Dear Santa: Toronto Maple Leafs’ 2020-21 Wish List

It wasn’t all that long ago that the Toronto Maple Leafs were looking forward to a bright future ahead. Well, that window is now open and results better begin flowing in before it shuts on this franchise once again. As close as they seem to their next tier of success, it might take Santa granting some strategic wishes to propel them further.

Dear Santa Toronto Maple Leafs Wish List for the 2020-21 Season

With as much attention as is typical surrounding Toronto, there comes a natural level of skepticism from outsiders looking in. However, regardless of the in-game hate from any rival fanbase, objective hockey fans know this franchise is full of talent that demands respect. Besides, even if it takes Santa’s help to move them along, the best clubs always find a way to spread cheer amongst their supporters.

Wish #5: Offseason Aging Pays Off

Beyond the ageless secrets that surround the holidays, Kyle Dubas’ goal to add experience this offseason was far from a hidden tactic. He was active, adaptive, and aggressive. Dubas successfully attained a lot more with a lesser spend, than he would have if a player like Alex Pietrangelo had landed in Toronto.

With Dubas’ offseason spending, came an increase to his lineup’s average age. Joe Thornton (41), Wayne Simmonds (32), and Zach Bogosian (30) are each older than the team’s young core. Despite deviating from what seemed to be a fixation on youth, Dubas added years strategically.

These are players whose potential benefit outweighs the reality that they’re past their prime. Collectively, they elevate Toronto’s size, experience, leadership, defense, and scoring ability. Thornton, Simmonds, and Bogosian being locked in for only the 2020-21 season may be low risk, but the Maple Leafs surely hope these veterans help lead the way to desirable rewards.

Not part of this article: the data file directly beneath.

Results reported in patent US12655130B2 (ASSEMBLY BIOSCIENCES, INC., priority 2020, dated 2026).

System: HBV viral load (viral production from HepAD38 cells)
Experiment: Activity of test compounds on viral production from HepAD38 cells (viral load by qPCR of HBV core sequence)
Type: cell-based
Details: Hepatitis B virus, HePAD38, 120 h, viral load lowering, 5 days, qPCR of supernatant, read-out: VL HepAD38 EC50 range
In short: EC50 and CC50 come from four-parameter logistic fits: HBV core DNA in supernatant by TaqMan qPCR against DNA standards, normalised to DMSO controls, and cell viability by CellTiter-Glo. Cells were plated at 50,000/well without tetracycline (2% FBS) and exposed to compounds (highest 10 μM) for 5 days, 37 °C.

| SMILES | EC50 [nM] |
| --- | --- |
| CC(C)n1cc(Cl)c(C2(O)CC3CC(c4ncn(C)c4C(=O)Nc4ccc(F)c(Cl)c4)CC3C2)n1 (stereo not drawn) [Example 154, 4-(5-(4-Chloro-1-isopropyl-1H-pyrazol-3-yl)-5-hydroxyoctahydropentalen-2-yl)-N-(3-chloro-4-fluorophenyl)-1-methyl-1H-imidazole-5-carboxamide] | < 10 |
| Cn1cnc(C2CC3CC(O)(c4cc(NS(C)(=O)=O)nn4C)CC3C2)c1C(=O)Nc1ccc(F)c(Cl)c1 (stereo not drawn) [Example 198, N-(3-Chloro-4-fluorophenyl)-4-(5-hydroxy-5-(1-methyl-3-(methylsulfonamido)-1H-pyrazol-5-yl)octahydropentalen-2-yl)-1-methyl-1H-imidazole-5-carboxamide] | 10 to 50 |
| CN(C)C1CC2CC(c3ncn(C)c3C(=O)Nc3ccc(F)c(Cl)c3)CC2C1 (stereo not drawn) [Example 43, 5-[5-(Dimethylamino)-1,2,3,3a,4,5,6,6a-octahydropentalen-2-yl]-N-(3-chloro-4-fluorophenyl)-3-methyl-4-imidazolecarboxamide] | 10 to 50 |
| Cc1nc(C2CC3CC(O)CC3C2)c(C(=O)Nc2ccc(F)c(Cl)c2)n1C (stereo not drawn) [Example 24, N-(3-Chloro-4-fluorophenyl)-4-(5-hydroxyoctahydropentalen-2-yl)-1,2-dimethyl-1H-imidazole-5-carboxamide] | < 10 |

Wish #4: Brodie Works Out Better Than Barrie

When Tyson Barrie was acquired to help enhance Toronto’s blue line, the hope was that he’d add some much-needed structure alongside his expected production. Unfortunately, while his point totals progressed through the latter half of the season, Barrie never did pan out in a way the Maple Leafs needed him to. Their backend wasn’t made better because he was there.

Barrie wasn’t the only defeseman that Toronto saw walk in free agency, leaving a few holes in the lineup. They proceeded with attempting to address their defensive needs, as opposed to just filling the voids. In their biggest move of this past offseason, the Maple Leafs signed T.J. Brodie at $5 million AAV for the next four seasons.

T.J. Brodie, Calgary Flames
T.J. Brodie, formerly of the Calgary Flames (Amy Irvin/The Hockey Writers)

At quick glance, Brodie and Barrie seem like similar players that both thrive with an offensive role. In fact, Barrie has actually been more prolific than Brodie when comparing their careers, including through last season alone. However, Brodie brings an experience of having played alongisde one of the game’s best, often paired with Mark Giordano while still with the Calgary Flames.

The Giordano and Brodie pairing has been a mainstay for Calgary for a couple of seasons now, but it’s still so impressive to see how dominant they are as a unit and how complementary their skill sets remain.

Toronto hopes Brodie can leverage what that invaluable time in Calgary taught him, in maintaining a balanced and responsible approach by putting defense first. With Morgan Rielly already looked upon as a star, just imagine how his impact will elevate with Brodie’s influence.

Wish #3: Andersen Rebounds After Rough Year

It’s not a stretch to proclaim the 2019-20 season as having been Frederik Andersen’s worst of his career, statistically. He went 29-13-7, while his .909 save percentage, 2.85 goals-against average, and only three shutouts earned made this a failed campaign for the all-star.

Toronto Maple Leafs, Frederik Andersen
Frederik Andersen, Toronto Maple Leafs (THE CANADIAN PRESS/Darryl Dyck)